Mr. Sharp alleges that Officer Moore was escorting him up the snow and ice covered stairs while his wrists and legs were shackled, and that Officer Moore failed to hold on to him adequately. This is insufficient to state a claim because Mr. Sharp doesn't allege that Officer Moore deliberately ignored conditions presenting a sufficiently serious risk of harm. See Anderson v. Morrison, 835 F.3d 681, 683 (7th Cir. 2016) (finding that Anderson stated a claim against a guard who refused his request for assistance and forced Anderson to traverse 13 stairs “clogged with several days' of accumulated food and rubbish” while handcuffed behind the back); Perkins v. Pfister, 711 Fed.Appx. 335, 337 (7th Cir. 2017) (distinguishing Anderson and finding an inmate who alleged he was occasionally required to walk dry, uncluttered stairs while handcuffed behind the back did not state a claim); Boclair v. Baldwin, No. 17CV142, 2017WL6813694, *3 (N.D. Ill. Apr. 28, 2017) (icy path where prisoner slipped “did not present a danger so perilous as to implicate the Eighth Amendment.”). Mr. Sharp doesn't describe how he was shackled, or explain if he had any ability to use his hands to hold on to a handrail. He doesn't describe how many stairs he was required to climb. He doesn't describe the conditions of the stairs in any detail, other than indicating they were covered with snow and ice. While Mr. Sharp alleges that Officer Moore failed to hold on to him, he doesn't indicate if he asked Officer Moore for assistance and, if so, how Officer Moore responded to his request. And it's unclear if Mr. Sharp's medical condition contributed to his ability to navigate the stairs, or whether Officer Moore was aware of his medical condition or its impact on Mr. Sharp. Without more details, the amended complaint doesn't state a claim upon which relief can be granted against Officer Moore.

         Mr. Sharp complains about the medical care he received from Nurse Suzanna, but he doesn't name her or any other medical provider as a defendant. Under the Eighth Amendment, inmates are entitled to adequate medical care. Estelle v. Gamble, 429 U.S. 97, 104 (1976). To establish liability, a prisoner must satisfy both an objective and subjective component by showing: (1) his medical need was objectively serious; and (2) the defendant acted with deliberate indifference to that medical need. Farmer v. Brennan, 511 U.S. 825, 834 (1994). A medical need is “serious” if it is one that a physician has diagnosed as mandating treatment, or one that is so obvious that even a lay person would easily recognize the necessity for a doctor's attention. Greeno v. Daley, 414 F.3d 645, 653 (7th Cir. 2005). Deliberate indifference means that the defendant “acted in an intentional or criminally reckless manner, i.e., the defendant must have known that the plaintiff was at serious risk of being harmed and decided not to do anything to prevent that harm from occurring even though he could have easily done so.” Board v. Farnham, 394 F.3d 469, 478 (7th Cir. 2005). Nurse Suzanna provided some medical care for Mr. Sharp's injuries: she gave him ice. While Mr. Sharp alleges he was send back to his cell in excruciating pain, it's not clear if he communicated to Nurse Suzanna or anyone else the extent of his pain, or that he asked for pain medication. Mr. Sharp also indicates that X-rays weren't taken, but it's unclear why he believes X-rays were warranted. In short, the amended complaint asserts no facts suggesting that any of the defendants named in this lawsuit or even Nurse Suzanna, who isn't named, were deliberately indifferent to Mr. Sharp's medical needs.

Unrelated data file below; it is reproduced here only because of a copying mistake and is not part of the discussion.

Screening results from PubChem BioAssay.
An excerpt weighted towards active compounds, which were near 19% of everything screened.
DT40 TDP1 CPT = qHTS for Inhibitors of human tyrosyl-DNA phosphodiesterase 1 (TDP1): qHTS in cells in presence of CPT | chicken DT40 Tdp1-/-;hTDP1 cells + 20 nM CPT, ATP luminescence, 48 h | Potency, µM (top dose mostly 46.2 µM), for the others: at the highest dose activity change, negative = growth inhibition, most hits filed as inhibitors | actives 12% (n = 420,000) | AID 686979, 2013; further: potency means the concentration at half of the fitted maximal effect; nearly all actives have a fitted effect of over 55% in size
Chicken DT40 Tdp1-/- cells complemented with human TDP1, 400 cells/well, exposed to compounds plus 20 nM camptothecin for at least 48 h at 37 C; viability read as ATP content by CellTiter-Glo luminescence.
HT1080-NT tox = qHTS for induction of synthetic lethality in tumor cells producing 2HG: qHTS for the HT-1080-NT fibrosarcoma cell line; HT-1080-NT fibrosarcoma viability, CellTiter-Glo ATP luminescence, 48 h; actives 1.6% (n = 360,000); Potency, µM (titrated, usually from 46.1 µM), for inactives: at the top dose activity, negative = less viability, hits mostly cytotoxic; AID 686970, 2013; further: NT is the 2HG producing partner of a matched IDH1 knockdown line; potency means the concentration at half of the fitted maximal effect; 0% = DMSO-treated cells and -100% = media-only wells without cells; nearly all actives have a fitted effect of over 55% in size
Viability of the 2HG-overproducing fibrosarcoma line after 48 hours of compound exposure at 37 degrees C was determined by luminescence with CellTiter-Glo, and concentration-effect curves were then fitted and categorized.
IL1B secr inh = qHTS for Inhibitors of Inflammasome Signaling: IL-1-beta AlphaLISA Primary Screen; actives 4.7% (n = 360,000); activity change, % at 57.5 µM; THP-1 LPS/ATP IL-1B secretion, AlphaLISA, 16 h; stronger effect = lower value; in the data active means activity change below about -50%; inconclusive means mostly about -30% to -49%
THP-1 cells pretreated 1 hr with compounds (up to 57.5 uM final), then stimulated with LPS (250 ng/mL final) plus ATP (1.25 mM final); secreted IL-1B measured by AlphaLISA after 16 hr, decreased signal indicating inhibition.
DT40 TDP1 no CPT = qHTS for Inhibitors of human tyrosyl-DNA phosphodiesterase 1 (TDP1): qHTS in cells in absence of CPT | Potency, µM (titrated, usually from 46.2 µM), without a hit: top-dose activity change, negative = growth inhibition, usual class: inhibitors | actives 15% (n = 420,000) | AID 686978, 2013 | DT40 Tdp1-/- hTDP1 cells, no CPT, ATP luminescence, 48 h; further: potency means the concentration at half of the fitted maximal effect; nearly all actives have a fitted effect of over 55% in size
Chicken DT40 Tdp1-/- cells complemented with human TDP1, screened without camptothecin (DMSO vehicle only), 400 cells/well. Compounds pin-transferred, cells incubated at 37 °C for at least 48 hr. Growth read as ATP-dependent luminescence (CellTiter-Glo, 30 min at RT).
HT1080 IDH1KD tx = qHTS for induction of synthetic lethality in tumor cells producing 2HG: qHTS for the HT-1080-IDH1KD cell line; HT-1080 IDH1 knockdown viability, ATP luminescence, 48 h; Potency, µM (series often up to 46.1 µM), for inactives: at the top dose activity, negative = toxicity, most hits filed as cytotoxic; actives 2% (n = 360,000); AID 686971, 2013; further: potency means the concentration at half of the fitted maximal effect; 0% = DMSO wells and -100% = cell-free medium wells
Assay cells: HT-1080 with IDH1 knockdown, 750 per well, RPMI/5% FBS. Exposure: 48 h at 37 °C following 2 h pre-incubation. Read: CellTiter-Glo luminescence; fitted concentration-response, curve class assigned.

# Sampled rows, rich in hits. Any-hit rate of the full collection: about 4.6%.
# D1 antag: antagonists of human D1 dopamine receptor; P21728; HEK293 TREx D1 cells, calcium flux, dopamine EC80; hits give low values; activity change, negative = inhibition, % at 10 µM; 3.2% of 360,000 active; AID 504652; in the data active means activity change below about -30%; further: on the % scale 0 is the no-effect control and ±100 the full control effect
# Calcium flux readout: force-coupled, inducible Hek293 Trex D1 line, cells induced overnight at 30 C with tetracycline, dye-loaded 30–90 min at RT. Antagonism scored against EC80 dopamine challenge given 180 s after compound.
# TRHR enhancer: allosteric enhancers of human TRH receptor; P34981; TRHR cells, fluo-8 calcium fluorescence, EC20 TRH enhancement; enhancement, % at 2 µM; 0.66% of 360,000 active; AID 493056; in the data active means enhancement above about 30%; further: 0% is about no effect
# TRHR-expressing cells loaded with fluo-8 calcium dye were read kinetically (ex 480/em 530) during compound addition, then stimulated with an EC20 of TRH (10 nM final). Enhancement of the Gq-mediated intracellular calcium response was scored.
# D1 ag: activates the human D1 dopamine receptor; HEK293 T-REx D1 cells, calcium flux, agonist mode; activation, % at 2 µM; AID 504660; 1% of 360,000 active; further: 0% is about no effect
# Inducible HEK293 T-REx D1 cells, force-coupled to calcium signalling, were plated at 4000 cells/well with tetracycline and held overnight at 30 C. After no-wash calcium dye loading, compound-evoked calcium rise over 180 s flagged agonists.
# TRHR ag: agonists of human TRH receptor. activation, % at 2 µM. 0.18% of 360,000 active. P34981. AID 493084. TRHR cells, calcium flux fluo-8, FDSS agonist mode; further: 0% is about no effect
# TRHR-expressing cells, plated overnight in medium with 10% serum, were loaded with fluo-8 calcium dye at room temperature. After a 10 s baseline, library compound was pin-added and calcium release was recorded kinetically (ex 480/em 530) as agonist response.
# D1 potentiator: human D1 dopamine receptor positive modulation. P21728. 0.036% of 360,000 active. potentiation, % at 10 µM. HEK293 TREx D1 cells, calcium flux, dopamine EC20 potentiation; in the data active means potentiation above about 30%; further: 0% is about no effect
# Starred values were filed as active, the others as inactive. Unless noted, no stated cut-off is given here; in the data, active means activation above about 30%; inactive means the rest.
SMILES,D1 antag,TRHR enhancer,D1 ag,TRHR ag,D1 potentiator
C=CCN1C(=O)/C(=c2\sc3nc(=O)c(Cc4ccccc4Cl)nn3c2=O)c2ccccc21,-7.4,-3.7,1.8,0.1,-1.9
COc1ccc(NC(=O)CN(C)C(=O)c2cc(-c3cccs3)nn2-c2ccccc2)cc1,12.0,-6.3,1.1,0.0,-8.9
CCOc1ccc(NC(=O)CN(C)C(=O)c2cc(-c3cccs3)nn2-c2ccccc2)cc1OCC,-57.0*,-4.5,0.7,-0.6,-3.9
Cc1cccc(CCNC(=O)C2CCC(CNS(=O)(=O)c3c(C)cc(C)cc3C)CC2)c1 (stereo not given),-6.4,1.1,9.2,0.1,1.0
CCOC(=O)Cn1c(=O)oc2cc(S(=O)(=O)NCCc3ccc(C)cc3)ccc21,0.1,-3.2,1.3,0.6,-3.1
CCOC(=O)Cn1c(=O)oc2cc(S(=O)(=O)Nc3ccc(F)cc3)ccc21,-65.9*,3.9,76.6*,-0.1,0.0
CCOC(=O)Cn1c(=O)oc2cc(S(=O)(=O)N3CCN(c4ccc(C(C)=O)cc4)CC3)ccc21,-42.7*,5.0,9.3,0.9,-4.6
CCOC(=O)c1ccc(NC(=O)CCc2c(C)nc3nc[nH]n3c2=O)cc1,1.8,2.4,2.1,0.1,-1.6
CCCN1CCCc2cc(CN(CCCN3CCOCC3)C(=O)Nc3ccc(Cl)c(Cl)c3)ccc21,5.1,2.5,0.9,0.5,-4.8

While the amended complaint doesn't state a claim, the court will give Mr. Sharp another opportunity to replead his claims. Luevano v. WalMart Stores, Inc., 722 F.3d 1014, 1022-23, 1025 (7th Cir. 2013); Loubser v. Thacker, 440 F.3d 439, 443 (7th Cir. 2006). In the second amended complaint, he should explain in his own words what happened, when it happened, where it happened, who was involved, and how he was personally injured by the conditions he describes, providing as much detail as possible.

         For these reasons, the court:

(1) DIRECTS the clerk to place this cause number on a blank Prisoner Complaint form (INND Rev. 8/16) and sent it to Anthony P. Sharp, Jr.; and
(2) GRANTS Anthony P. Sharp, Jr. to and including July 16, 2018, to file a second amended complaint.

         If Mr. Sharp doesn't respond by the deadline, this case will be dismissed without further notice pursuant to 28 U.S.C. § 1915A ...